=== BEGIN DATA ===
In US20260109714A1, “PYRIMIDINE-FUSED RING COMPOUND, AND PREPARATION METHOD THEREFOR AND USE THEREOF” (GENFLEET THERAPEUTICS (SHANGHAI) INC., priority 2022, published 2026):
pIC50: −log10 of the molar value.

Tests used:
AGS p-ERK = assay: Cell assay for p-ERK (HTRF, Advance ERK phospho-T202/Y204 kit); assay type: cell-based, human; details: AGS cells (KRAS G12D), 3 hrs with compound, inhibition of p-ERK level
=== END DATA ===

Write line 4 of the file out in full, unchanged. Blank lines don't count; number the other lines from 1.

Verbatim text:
AGS p-ERK = assay: Cell assay for p-ERK (HTRF, Advance ERK phospho-T202/Y204 kit); assay type: cell-based, human; details: AGS cells (KRAS G12D), 3 hrs with compound, inhibition of p-ERK level